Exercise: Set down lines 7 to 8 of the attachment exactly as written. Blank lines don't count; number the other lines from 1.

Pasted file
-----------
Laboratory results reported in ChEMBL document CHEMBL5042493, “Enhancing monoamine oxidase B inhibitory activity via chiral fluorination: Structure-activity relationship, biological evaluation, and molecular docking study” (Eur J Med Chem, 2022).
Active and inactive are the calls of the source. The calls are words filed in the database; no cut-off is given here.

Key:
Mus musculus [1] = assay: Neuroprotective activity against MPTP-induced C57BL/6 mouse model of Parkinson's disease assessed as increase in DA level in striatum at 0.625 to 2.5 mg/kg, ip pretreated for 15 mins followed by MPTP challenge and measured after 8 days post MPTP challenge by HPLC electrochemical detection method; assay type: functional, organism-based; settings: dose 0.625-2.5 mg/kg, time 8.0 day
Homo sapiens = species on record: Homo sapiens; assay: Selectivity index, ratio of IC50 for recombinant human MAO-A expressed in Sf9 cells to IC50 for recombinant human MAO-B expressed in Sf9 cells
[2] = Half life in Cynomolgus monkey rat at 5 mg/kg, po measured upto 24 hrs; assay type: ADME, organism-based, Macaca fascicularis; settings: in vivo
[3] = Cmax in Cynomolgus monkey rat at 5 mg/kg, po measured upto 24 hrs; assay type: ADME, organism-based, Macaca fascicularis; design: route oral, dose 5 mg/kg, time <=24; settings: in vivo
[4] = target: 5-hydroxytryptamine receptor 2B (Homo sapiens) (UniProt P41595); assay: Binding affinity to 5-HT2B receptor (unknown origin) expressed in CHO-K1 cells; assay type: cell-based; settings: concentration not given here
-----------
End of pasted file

[3] = Cmax in Cynomolgus monkey rat at 5 mg/kg, po measured upto 24 hrs; assay type: ADME, organism-based, Macaca fascicularis; design: route oral, dose 5 mg/kg, time <=24; settings: in vivo
[4] = target: 5-hydroxytryptamine receptor 2B (Homo sapiens) (UniProt P41595); assay: Binding affinity to 5-HT2B receptor (unknown origin) expressed in CHO-K1 cells; assay type: cell-based; settings: concentration not given here